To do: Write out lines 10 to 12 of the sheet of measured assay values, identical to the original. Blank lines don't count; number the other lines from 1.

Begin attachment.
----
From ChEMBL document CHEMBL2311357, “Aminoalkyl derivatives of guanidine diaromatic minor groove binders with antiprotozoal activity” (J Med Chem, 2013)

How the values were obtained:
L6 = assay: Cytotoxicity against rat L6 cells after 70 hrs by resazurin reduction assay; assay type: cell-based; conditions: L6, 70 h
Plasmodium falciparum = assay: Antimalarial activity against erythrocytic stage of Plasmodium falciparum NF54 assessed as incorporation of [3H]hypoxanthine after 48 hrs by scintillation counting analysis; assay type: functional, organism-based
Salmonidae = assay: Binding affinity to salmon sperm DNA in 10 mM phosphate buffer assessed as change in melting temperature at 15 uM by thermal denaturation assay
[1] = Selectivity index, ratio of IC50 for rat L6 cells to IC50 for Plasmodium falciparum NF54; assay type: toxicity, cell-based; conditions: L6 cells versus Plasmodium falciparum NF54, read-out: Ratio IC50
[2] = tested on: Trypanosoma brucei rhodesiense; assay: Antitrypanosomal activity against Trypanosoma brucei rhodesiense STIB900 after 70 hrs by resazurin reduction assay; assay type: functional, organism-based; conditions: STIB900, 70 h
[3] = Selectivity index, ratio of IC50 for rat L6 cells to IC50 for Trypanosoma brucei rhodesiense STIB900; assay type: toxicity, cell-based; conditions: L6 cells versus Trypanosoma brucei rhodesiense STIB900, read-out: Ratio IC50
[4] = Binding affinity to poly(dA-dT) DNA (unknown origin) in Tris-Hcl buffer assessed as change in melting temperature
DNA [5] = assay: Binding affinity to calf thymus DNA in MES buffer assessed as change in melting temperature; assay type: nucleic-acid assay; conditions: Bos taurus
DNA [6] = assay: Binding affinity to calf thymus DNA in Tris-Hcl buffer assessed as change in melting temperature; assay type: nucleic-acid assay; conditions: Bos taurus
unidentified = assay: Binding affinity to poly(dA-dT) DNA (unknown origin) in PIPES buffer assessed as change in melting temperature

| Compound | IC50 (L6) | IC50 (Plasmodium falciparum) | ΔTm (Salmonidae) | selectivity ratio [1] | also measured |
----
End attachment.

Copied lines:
DNA [5] = assay: Binding affinity to calf thymus DNA in MES buffer assessed as change in melting temperature; assay type: nucleic-acid assay; conditions: Bos taurus
DNA [6] = assay: Binding affinity to calf thymus DNA in Tris-Hcl buffer assessed as change in melting temperature; assay type: nucleic-acid assay; conditions: Bos taurus
unidentified = assay: Binding affinity to poly(dA-dT) DNA (unknown origin) in PIPES buffer assessed as change in melting temperature